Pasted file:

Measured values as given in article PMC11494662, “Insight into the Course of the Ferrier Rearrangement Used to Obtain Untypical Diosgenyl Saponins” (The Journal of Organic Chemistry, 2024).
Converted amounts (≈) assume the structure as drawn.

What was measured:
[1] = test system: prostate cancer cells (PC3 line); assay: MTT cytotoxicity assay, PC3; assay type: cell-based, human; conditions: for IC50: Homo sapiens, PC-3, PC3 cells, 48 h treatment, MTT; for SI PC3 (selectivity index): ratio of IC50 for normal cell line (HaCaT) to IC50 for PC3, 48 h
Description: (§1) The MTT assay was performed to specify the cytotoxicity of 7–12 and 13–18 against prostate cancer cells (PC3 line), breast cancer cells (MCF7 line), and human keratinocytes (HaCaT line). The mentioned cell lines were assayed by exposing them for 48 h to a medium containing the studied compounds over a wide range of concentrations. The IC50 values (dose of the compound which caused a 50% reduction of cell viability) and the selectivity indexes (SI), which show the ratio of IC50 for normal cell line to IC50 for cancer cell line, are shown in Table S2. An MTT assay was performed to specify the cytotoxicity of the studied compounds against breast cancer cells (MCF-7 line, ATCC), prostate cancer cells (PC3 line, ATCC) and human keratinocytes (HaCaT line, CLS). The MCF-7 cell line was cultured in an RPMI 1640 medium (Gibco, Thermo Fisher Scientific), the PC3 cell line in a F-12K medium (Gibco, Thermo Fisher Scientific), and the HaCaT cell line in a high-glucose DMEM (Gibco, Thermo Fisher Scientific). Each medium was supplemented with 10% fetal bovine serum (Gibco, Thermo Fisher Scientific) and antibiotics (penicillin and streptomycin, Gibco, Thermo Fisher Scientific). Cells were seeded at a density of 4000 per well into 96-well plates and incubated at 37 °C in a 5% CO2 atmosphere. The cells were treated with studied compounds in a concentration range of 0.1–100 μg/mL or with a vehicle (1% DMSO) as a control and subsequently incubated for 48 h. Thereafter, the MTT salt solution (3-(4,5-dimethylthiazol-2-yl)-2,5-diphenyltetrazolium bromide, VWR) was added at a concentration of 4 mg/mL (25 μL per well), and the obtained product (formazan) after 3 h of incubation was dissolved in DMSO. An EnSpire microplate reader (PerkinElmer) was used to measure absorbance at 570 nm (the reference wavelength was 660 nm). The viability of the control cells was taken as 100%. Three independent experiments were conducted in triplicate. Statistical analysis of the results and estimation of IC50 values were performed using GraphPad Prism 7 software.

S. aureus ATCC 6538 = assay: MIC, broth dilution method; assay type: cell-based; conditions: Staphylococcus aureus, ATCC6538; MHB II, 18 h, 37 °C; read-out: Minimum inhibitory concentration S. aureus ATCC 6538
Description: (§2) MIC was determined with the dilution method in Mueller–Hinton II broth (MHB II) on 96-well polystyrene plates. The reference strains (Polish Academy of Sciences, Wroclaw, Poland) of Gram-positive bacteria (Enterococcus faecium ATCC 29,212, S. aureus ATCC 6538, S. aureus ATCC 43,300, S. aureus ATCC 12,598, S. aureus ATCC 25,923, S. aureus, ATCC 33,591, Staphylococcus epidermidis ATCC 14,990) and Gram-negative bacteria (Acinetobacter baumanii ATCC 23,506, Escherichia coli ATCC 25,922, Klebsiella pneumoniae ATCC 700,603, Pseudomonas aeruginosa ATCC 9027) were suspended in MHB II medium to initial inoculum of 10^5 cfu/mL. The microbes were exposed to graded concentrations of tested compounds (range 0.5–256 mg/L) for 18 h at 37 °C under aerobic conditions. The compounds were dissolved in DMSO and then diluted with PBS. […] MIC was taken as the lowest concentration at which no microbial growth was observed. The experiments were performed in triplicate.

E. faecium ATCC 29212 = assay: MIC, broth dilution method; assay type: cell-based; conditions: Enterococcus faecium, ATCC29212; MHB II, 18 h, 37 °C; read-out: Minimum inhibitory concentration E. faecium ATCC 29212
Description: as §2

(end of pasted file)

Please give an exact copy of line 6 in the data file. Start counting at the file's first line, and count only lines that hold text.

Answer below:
S. aureus ATCC 6538 = assay: MIC, broth dilution method; assay type: cell-based; conditions: Staphylococcus aureus, ATCC6538; MHB II, 18 h, 37 °C; read-out: Minimum inhibitory concentration S. aureus ATCC 6538